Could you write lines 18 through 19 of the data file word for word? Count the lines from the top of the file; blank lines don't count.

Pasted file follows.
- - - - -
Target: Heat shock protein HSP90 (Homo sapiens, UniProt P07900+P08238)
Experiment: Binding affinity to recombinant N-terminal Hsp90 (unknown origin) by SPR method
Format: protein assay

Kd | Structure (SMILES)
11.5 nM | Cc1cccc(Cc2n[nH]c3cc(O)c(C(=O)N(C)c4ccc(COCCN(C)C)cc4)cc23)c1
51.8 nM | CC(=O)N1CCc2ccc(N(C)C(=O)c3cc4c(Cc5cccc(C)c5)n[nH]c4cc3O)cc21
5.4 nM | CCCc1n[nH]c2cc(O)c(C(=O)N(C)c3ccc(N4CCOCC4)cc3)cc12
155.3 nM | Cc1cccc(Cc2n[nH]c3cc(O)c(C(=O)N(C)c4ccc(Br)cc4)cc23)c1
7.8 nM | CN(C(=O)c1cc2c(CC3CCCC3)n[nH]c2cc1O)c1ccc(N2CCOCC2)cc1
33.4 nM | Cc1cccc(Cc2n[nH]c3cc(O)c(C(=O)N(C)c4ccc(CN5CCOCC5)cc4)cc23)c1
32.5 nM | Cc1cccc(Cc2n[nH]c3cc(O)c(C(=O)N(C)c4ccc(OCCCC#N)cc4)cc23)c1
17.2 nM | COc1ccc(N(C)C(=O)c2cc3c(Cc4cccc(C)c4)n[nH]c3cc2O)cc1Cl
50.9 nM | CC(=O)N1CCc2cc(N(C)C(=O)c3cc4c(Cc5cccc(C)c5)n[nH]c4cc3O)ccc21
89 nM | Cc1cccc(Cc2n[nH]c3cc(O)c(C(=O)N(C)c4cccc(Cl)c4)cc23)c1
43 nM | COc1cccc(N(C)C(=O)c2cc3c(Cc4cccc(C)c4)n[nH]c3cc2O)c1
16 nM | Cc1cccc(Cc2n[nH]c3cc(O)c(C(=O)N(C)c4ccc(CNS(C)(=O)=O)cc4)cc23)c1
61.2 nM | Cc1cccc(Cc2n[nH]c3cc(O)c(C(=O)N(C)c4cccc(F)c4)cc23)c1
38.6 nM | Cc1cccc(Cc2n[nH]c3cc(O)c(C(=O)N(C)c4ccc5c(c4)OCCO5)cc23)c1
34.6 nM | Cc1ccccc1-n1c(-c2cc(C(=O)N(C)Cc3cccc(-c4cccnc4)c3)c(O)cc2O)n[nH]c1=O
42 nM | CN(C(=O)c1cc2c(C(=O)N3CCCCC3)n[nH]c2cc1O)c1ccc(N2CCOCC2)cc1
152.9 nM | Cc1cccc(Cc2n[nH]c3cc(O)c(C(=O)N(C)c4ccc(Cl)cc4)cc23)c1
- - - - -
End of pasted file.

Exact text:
38.6 nM | Cc1cccc(Cc2n[nH]c3cc(O)c(C(=O)N(C)c4ccc5c(c4)OCCO5)cc23)c1
34.6 nM | Cc1ccccc1-n1c(-c2cc(C(=O)N(C)Cc3cccc(-c4cccnc4)c3)c(O)cc2O)n[nH]c1=O